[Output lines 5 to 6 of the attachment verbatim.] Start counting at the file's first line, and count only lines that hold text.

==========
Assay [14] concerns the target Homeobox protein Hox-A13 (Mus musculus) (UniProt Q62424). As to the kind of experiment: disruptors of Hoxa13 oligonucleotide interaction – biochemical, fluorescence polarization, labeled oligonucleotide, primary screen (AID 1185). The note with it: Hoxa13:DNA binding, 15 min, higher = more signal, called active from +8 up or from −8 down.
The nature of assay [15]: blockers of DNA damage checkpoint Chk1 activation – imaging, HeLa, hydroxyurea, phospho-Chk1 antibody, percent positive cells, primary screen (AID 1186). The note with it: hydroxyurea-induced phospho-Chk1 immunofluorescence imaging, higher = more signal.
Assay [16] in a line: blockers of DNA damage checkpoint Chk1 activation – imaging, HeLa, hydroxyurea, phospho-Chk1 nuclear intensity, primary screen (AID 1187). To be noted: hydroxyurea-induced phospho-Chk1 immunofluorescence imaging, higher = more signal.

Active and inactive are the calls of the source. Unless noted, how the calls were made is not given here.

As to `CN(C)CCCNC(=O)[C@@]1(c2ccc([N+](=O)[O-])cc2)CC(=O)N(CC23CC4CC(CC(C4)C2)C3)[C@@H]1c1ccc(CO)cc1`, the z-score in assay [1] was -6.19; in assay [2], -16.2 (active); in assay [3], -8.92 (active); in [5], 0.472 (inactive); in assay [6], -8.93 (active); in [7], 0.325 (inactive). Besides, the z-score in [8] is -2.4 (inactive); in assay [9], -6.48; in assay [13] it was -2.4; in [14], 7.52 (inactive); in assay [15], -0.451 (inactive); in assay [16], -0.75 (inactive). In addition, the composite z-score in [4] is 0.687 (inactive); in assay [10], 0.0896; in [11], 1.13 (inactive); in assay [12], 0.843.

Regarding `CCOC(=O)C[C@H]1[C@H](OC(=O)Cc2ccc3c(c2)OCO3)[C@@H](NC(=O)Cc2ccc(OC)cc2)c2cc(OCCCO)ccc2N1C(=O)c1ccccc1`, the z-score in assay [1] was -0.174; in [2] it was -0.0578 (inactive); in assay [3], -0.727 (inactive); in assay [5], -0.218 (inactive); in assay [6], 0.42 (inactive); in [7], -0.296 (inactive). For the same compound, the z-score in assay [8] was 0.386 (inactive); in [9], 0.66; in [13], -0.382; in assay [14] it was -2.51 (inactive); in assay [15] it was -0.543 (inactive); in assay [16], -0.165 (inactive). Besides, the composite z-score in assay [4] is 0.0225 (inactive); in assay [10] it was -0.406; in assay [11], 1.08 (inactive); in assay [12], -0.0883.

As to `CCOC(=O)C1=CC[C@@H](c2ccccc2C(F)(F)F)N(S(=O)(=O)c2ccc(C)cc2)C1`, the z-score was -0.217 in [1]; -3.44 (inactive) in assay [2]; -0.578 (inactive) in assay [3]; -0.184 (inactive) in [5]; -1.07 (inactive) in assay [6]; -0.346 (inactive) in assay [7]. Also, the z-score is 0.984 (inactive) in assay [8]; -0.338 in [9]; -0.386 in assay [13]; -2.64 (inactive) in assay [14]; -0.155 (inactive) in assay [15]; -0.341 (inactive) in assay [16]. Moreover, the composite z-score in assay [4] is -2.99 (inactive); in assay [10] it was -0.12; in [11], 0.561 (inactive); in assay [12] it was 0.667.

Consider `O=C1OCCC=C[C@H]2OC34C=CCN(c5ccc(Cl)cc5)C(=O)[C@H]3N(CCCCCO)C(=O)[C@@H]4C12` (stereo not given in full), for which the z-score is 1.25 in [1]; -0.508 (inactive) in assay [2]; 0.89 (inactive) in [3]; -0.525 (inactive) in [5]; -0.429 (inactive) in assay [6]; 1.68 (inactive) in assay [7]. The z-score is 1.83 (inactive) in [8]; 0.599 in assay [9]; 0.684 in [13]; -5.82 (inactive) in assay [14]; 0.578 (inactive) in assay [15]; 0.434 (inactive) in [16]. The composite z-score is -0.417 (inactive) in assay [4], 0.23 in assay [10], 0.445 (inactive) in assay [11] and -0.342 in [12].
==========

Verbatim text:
As to `CN(C)CCCNC(=O)[C@@]1(c2ccc([N+](=O)[O-])cc2)CC(=O)N(CC23CC4CC(CC(C4)C2)C3)[C@@H]1c1ccc(CO)cc1`, the z-score in assay [1] was -6.19; in assay [2], -16.2 (active); in assay [3], -8.92 (active); in [5], 0.472 (inactive); in assay [6], -8.93 (active); in [7], 0.325 (inactive). Besides, the z-score in [8] is -2.4 (inactive); in assay [9], -6.48; in assay [13] it was -2.4; in [14], 7.52 (inactive); in assay [15], -0.451 (inactive); in assay [16], -0.75 (inactive). In addition, the composite z-score in [4] is 0.687 (inactive); in assay [10], 0.0896; in [11], 1.13 (inactive); in assay [12], 0.843.

Regarding `CCOC(=O)C[C@H]1[C@H](OC(=O)Cc2ccc3c(c2)OCO3)[C@@H](NC(=O)Cc2ccc(OC)cc2)c2cc(OCCCO)ccc2N1C(=O)c1ccccc1`, the z-score in assay [1] was -0.174; in [2] it was -0.0578 (inactive); in assay [3], -0.727 (inactive); in assay [5], -0.218 (inactive); in assay [6], 0.42 (inactive); in [7], -0.296 (inactive). For the same compound, the z-score in assay [8] was 0.386 (inactive); in [9], 0.66; in [13], -0.382; in assay [14] it was -2.51 (inactive); in assay [15] it was -0.543 (inactive); in assay [16], -0.165 (inactive). Besides, the composite z-score in assay [4] is 0.0225 (inactive); in assay [10] it was -0.406; in assay [11], 1.08 (inactive); in assay [12], -0.0883.